Stories of innovation: Bluetooth

Stories of innovation: Bluetooth

What: Bluetooth

Who: Prolific 1940s Austrian-American actress and mathematician HedyLamarr co-invented frequency-hopping technology with avant-garde composer George Antheil, forming the basis for wireless communication. 

When: Lamarr and Antheil were granted a patent for their “secret communication system” in 1942.

The story: Lamarr was born in Vienna in 1913 and began acting at an early age. Shortly after moving to the US in the 1930s to pursue a career in Hollywood, war broke out in Europe. When German troops occupied her native Austria, Lamarr, whose passion for inventing had already led her to conduct a number of experiments, felt she must do something to contribute to the Allies’ cause.

In between her films, Lamarr and Antheil focused on trying to find a way to improve the notoriously difficult-to-control torpedoes on

Allied ships. Lamarr thought torpedoes could be more accurate if they were radio guided, but knew radio signals could be easily jammed. She therefore focused on creating a system where a signal would jump from frequency to frequency, making it extremely difficult for the person at the other end to detect or jam the torpedo.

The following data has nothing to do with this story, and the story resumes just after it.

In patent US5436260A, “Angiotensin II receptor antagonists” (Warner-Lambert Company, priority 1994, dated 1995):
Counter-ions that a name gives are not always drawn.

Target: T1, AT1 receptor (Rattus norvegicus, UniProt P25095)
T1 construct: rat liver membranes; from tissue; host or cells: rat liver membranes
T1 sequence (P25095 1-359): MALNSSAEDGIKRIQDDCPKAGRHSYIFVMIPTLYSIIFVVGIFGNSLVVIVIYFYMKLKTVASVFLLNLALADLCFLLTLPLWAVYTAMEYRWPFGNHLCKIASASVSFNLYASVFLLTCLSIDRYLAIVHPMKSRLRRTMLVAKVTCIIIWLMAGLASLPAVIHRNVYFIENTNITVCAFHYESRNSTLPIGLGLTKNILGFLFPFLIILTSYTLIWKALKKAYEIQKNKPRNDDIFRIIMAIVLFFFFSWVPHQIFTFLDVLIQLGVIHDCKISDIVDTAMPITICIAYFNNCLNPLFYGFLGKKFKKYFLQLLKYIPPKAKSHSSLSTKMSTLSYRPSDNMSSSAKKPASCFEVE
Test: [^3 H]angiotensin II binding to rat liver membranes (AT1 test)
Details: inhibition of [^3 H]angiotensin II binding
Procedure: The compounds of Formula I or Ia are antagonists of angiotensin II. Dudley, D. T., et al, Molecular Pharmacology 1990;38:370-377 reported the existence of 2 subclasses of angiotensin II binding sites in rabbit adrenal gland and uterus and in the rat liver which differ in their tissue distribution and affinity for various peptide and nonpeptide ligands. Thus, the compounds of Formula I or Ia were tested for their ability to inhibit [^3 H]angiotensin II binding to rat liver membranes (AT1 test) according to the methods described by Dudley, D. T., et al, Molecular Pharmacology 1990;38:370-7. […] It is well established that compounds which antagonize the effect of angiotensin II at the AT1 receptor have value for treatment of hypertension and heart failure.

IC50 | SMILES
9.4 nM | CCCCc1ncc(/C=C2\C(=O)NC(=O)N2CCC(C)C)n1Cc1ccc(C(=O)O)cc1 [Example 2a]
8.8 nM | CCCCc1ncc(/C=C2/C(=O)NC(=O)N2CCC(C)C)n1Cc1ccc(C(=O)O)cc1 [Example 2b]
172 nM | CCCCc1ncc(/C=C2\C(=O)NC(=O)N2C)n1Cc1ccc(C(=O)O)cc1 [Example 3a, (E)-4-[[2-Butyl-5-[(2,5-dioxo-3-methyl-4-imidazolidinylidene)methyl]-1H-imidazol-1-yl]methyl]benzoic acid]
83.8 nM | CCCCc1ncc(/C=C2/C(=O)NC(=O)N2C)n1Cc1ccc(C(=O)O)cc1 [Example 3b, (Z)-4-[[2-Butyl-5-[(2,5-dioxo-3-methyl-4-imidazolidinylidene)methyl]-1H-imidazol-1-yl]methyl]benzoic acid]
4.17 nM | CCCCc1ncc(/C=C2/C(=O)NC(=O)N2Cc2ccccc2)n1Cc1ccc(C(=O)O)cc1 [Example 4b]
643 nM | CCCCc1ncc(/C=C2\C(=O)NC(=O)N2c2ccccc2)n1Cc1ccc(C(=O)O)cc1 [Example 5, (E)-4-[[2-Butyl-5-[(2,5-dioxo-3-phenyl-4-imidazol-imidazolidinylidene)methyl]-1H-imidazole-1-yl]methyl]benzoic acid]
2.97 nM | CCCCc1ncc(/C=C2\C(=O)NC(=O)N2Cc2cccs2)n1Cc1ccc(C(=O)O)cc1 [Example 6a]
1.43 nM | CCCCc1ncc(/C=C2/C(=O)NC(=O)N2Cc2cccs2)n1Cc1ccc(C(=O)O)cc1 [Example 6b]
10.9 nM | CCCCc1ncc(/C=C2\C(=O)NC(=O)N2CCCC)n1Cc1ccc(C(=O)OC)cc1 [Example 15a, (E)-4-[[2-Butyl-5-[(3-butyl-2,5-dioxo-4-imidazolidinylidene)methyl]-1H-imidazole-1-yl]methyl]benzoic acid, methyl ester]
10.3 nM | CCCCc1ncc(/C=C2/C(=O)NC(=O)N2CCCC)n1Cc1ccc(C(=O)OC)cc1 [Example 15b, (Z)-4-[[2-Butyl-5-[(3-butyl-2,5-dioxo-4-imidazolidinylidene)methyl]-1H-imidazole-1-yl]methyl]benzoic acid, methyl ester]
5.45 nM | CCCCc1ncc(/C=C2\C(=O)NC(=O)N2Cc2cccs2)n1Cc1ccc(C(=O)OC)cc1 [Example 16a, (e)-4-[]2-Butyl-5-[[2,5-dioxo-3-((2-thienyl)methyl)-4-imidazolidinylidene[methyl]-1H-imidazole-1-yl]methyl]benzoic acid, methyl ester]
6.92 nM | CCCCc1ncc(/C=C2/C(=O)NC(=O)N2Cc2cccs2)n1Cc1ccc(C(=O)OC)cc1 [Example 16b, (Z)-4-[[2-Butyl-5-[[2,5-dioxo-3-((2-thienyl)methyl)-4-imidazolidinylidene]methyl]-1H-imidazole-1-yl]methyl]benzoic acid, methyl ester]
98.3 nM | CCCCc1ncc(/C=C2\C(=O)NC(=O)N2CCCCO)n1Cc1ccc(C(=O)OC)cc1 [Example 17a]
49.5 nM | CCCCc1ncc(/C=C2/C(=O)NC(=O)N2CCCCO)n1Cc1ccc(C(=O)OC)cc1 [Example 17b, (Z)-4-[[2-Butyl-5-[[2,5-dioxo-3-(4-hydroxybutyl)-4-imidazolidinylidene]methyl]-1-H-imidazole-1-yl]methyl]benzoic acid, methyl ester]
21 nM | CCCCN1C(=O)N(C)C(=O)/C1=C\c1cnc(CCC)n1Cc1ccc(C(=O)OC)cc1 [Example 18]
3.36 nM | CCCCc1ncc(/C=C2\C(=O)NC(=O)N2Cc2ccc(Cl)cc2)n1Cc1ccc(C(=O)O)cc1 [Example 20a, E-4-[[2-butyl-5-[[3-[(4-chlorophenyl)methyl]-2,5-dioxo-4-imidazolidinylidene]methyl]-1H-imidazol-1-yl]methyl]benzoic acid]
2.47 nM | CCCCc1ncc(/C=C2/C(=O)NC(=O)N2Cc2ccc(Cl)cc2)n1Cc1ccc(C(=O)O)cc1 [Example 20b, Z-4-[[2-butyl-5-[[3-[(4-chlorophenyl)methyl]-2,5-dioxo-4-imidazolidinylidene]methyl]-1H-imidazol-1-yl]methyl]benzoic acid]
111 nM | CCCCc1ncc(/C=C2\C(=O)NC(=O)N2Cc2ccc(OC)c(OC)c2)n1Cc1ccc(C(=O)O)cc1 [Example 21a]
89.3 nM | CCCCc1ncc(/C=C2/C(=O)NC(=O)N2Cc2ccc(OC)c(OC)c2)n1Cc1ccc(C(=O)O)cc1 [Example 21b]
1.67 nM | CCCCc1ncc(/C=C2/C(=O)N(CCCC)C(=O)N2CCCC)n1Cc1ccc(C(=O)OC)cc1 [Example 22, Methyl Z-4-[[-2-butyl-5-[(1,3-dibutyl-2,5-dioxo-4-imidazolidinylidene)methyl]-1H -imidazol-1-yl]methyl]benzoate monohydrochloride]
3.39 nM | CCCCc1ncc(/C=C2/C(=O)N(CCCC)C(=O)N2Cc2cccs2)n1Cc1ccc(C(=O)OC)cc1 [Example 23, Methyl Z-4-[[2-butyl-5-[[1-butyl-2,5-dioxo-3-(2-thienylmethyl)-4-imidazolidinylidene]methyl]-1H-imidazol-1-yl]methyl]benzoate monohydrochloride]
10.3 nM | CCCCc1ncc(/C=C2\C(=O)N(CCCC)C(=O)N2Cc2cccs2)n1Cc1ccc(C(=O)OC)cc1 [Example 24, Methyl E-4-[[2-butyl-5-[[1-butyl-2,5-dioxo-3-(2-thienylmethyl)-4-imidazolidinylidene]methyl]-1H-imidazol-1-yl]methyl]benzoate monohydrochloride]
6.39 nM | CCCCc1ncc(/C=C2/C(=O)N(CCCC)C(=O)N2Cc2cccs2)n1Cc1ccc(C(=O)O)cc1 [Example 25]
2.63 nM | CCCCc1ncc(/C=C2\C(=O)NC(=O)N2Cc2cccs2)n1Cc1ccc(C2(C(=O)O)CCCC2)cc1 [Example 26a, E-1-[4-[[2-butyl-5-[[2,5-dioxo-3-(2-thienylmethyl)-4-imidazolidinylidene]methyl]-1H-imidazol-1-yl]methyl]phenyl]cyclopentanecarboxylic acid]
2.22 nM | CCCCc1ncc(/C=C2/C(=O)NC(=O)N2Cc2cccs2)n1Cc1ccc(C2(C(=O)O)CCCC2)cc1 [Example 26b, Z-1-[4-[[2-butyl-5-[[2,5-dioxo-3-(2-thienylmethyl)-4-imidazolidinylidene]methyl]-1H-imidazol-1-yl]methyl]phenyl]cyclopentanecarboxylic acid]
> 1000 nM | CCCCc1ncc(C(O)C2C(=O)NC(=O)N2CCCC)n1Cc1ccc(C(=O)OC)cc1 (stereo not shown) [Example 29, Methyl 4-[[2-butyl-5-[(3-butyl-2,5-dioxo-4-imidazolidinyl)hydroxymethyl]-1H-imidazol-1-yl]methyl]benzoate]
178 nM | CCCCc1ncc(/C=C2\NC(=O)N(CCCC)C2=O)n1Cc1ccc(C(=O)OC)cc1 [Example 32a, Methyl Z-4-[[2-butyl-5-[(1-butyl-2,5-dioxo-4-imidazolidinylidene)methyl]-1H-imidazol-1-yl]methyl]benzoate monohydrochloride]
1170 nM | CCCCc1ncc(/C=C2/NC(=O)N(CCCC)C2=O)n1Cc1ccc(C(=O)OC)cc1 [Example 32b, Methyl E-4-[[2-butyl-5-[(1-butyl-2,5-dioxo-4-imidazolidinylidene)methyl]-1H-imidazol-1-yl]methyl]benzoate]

Lamarr and Antheil received a patent for their invention but the US Navy failed to adopt the technology (probably because they were upset they didn’t come up with the idea first). The device wasn’t used until the Cuban Missile Crisis in 1962, conveniently after the patent had expired. It wasn’t until 1997 that Lamarr and Antheil got the recognition they deserved, when their frequency-hopping spread spectrum technology formed the basis for the invention of wireless communication Bluetooth.

Impact & Legacy: Frequency hopping technologies were used by military communication in the late 20th century. Most notably however, Lamarr’s work became the core foundation behind the development of wireless technologies such as Bluetooth, Wi-Fi networks and cell phones. Unfortunately, most people have no idea how much this bombshell contributed to modern technology, so next time you make a call on your cell or use your laptop, whisper a little thanks to Lamarr for her work. 

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